Metro 2.0: The New Modern


Since the release of the second preview for Windows 10 I’ve been going over the presentation and the latest Build looking at the changes for Windows and the Metro interface. Visually there have been clear changes made to core applications as they make the shift from Windows/Windows Phone 8.1 to the Universal app model. Reception for the overhaul has been mixed to be polite. I’ve read a few user comments saying Windows 10 sucks for tablet users. Also a few feel the new interface with new app controls and the hamburger menu means Windows is losing its unique accents.

While the overall ideas and final look for Windows 10 is far from finished, there is enough stuff there to make a preliminary brief.

Up first let’s talk about the Hamburger. The Hamburger menu is a button composed of three lines which represents menu selection or more options. It is used a lot for mobile websites and apps across platforms. The menu is a bit controversial in design circles; some consider it the mystery meat of design. Now in Windows and Windows Phone the Hamburger was rarely used; instead pivot and panorama controls were used on Phones and edge UI elements used on tablets. The new Modern UI is moving beyond both. Now one thing I observed with the new menu is how much it also resembles the look of the Mail app in Windows 8. When you shrink it down the Map app’s settings resemble the template used in creating the new Map app. Photos, and others. The Hamburger menu simply lets you hide them.


One of the things some of the early applications show is that the shift in design is partly about providing an experience that moves easier between screens. The transfer of Metro from mobile to tablets wasn’t as easy because the teams designing them were coming from different directions. Another aspect I am noticing is the new Modern design might’ve been created to with an eye on reducing app repetition. By repetition I mean how a lot of Metro apps just used the basic templates which resulted in a bunch of similar apps.

The new Modern language deviates from some of what Metro was but not much. It’s not backing away from minimalism or a focus on content over superfluous elements. The Universal app model carries an inherent need for the reuse of elements, but not necessarily shrinking the interface. There is a merger of ideas in some places and changes in others. The edge UI’s in Windows 8 and 8.1 have been replaced easily available quick app settings (hamburger). The app bar remains but rules on controls have be relaxed. Commands can now be on top or bottom. One thing to note is that some apps appear to use motion and animation when switching controls. An example of this is in the new Mail app. App controls look to be heading for a change in styling. A new design for App controls was seen.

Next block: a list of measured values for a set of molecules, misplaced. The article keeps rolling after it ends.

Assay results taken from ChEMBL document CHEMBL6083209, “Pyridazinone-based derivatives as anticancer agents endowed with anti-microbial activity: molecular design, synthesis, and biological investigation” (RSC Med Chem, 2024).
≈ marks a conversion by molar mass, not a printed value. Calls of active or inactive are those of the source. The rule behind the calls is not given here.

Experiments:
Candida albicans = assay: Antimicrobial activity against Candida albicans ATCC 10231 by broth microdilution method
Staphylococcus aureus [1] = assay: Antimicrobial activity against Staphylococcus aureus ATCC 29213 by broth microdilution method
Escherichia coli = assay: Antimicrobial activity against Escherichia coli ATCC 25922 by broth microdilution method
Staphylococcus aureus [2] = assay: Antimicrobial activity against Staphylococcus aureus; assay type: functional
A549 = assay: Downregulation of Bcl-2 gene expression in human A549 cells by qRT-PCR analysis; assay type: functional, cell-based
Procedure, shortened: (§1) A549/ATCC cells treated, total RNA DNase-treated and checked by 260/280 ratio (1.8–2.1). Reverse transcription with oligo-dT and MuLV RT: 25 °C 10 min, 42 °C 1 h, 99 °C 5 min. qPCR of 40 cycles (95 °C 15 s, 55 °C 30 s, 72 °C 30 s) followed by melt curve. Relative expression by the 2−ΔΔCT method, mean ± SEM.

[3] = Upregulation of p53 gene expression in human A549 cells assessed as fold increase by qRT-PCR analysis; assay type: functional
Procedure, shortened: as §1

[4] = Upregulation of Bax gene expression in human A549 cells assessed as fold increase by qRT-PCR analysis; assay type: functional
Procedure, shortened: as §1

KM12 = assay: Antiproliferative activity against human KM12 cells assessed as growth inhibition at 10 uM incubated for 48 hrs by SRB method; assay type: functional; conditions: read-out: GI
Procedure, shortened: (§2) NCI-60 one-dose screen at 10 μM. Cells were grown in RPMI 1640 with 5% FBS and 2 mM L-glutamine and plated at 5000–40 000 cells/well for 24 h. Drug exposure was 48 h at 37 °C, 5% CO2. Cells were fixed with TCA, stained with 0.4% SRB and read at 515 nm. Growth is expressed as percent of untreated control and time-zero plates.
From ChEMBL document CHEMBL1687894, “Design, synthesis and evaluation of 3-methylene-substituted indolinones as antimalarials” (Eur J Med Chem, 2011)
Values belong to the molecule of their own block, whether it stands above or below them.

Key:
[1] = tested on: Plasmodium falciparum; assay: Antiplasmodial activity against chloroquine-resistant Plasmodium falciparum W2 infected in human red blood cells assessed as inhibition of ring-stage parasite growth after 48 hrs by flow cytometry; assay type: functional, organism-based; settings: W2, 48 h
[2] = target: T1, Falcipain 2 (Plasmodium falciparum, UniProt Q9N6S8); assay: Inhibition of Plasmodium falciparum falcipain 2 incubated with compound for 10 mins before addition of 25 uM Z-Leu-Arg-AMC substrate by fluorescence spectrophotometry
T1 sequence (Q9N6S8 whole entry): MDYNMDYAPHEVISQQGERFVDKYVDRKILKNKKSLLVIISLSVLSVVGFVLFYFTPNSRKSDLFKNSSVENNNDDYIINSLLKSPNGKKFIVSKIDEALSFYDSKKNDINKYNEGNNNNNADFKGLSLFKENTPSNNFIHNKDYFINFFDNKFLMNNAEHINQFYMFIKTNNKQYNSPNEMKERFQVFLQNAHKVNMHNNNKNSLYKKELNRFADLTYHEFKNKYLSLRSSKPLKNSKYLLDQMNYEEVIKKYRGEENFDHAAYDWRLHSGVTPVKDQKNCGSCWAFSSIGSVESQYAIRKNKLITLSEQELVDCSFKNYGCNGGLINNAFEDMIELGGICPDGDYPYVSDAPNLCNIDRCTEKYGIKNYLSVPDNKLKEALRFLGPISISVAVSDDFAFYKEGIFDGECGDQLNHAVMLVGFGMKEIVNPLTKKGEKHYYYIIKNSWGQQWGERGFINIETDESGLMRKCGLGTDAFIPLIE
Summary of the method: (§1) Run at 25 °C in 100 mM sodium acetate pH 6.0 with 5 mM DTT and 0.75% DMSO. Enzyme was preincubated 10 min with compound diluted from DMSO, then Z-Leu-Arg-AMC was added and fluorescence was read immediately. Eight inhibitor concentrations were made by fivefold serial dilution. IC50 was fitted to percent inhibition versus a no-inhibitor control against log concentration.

Beyond applications there has been work done to modernize the desktop. The taskbar has a new highlight feature with opened programs. Microsoft has tweaked the flat color and style introduced in Windows 8 along with the title bars and the minimize, maximize, and close buttons. The Start menu continues to be iterated on. In an interesting move the Start Menu has been rebuilt in XAML, a software language used to make applications. This is interesting because Microsoft is using its tools to build apps; these tools are available to developers.


The interface and experience that has been made public has divided Windows users especially those who loved the Metro design language. The new Modern language. Windows 10’s rough sketch is showing an OS that is trying to think about mobile from a new perspective and balance the needs of traditional PC users while not abandoning users who adopted touch and tablets. This approach is obviously something to get used to and refine.

images: Microsoft

1 comment
  1. Nick said:

    Having just tried W10 out on my Surface Pro 2, I can confidently say W10 on a tablet does (at least currently) suck. It is no longer very touch/gesture friendly, and instead relies on me fat thumb trying to press small buttons. It feels like a major step backward for a touch interface. Having said that, the desktop side of things is rather nice, specifically on a larger screen that is not touch friendly.

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